The U.S. Department of Energy (DOE) said a small-scale test of technology to extract natural gas from methane hydrates conducted on Alaska's North Slope was successful. The department is launching a long-term production test in the Arctic as well as research to test technologies that could be used to locate, characterize and extract methane hydrates on a larger scale in the U.S. Gulf Coast.
"The Energy Department's long term investments in shale gas research during the 70s and 80s helped pave the way for today's boom in domestic natural gas production that is projected to cut the cost of natural gas by 30% by 2025 while creating thousands of American jobs," said DOE Secretary Steven Chu. "While this is just the beginning, this [methane hydrates] research could potentially yield significant new supplies of natural gas."
DOE has partnered with ConocoPhillips and the Japan Oil, Gas and Metals National Corp. to test gas extraction from methane hydrate using a production technology developed by the University of Bergen, Norway, and ConocoPhillips. The proof-of-concept test began Feb. 15 and concluded April 10. The team injected a mixture of carbon dioxide (CO2) and nitrogen into the formation and demonstrated that this mixture could promote the production of natural gas. Analyses of the data sets acquired at the field site will be needed to determine the efficiency of simultaneous CO2 storage in the reservoirs, DOE said.
"This test was the first-ever field trial of a methane hydrate production methodology whereby CO2 was exchanged in situ with the methane molecules within a methane hydrate structure," DOE said. "As part of this exchange demonstration, the depressurization (i.e., production through decreasing pressure of the deposit) phase of the test extended for 30 days. The prior longest-duration field test of methane hydrate extraction via depressurization was six days (in the Japan-Canada 2007/2008 Mallik well testing program)."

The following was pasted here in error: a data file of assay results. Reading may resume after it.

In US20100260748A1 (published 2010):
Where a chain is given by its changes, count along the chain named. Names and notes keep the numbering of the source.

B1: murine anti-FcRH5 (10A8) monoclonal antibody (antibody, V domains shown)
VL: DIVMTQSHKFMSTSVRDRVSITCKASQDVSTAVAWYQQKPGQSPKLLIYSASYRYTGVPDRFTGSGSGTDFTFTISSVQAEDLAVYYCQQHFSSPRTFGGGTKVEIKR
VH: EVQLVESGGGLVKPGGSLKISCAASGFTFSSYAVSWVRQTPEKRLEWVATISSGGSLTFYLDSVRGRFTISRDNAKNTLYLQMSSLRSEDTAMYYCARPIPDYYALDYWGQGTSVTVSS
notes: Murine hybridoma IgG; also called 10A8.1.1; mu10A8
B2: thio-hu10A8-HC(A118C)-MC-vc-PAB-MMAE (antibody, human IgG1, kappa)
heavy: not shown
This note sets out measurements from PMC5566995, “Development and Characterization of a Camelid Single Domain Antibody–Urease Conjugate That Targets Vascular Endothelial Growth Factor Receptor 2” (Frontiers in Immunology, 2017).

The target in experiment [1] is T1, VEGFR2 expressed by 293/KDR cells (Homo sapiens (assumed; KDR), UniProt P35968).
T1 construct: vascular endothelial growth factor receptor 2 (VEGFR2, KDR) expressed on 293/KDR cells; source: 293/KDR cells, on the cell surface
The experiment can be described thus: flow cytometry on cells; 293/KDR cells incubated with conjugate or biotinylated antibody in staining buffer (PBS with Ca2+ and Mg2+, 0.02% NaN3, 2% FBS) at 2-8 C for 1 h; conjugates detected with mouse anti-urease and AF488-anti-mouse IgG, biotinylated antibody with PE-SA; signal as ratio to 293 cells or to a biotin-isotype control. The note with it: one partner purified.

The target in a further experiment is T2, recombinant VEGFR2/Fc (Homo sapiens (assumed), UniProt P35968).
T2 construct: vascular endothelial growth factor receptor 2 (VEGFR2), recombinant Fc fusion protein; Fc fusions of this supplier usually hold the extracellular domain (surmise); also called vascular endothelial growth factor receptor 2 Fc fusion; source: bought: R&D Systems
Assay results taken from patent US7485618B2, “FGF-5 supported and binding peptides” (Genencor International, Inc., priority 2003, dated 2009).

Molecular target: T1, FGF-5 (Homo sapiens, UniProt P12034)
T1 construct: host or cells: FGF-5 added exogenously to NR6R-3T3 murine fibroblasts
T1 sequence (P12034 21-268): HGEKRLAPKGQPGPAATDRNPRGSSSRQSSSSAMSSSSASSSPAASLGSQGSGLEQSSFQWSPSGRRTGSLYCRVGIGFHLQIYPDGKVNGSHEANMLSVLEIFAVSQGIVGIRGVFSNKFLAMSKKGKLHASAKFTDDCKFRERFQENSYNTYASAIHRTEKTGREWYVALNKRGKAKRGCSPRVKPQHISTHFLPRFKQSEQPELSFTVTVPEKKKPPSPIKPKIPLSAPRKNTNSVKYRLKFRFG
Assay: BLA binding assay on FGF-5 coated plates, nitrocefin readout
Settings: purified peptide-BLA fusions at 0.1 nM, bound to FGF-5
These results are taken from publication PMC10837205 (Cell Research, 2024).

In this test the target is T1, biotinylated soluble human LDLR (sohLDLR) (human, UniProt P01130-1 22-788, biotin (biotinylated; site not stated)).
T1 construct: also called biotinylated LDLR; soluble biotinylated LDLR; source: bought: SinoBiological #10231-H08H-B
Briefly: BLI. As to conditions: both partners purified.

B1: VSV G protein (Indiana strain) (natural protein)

The next stages of the DOE research effort are to be aimed in part at evaluating gas hydrate production over longer durations, likely through depressurization, with the eventual goal of making sustained production economically viable. "While this may take years to accomplish, the same could be said of the early shale gas research and technology demonstration efforts that the Department backed in the 1970s and 1980s," DOE said.
Three years ago a landmark discovery of high saturations of natural gas hydrates within reservoir-quality sands in the Lower Tertiary of the Gulf of Mexico was announced by DOE's Office of Fossil Energy (see Daily GPI, May 15, 2009).
DOE said Wednesday it is making $6.5 million available for research into technologies to locate, characterize and safely extract gas from methane hydrate formations like those in the Arctic and along the U.S. Gulf Coast. Projects are to address deepwater gas hydrate characterization via direct sampling and/or remote sensing field programs; tools and methods for monitoring, collecting and analyzing data to determine reservoir response and environmental impacts related to methane hydrate production; and clarifying methane hydrates' role in the environment, including responses to warming climates.
The department said it is requesting an additional $5 million in federal funds to further gas hydrates research both domestically and in collaboration with international partners. The exact nature of the research effort is still to be determined; however, a longer duration test of methane hydrate extraction on the North Slope on an existing gravel bed pad that can accommodate year-round operations is envisioned. Such an effort would again require engaging private sector and international partners, DOE said.
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